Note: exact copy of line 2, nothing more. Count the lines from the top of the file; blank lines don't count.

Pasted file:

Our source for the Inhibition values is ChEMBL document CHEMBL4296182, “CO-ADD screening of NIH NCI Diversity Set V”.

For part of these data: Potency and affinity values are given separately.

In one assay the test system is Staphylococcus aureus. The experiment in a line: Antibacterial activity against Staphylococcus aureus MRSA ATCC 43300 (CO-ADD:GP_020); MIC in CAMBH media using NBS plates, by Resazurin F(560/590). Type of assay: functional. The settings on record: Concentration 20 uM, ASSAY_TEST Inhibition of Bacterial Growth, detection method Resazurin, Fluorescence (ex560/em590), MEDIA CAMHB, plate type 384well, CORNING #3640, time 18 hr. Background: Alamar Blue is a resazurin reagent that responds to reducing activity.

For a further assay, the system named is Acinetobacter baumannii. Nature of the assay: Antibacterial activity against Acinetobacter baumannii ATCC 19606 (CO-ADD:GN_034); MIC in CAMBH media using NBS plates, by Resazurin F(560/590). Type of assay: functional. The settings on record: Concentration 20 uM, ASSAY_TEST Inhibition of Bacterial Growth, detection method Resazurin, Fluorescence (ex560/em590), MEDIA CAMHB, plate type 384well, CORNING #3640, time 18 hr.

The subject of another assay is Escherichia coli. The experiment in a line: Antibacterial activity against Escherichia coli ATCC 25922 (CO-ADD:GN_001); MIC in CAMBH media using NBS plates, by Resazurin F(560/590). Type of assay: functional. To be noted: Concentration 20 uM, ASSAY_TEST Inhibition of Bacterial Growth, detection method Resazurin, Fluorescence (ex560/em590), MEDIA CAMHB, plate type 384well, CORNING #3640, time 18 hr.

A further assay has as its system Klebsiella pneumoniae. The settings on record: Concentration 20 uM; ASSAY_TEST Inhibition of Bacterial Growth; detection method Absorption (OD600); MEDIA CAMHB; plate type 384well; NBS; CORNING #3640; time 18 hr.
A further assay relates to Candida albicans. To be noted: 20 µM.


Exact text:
For part of these data: Potency and affinity values are given separately.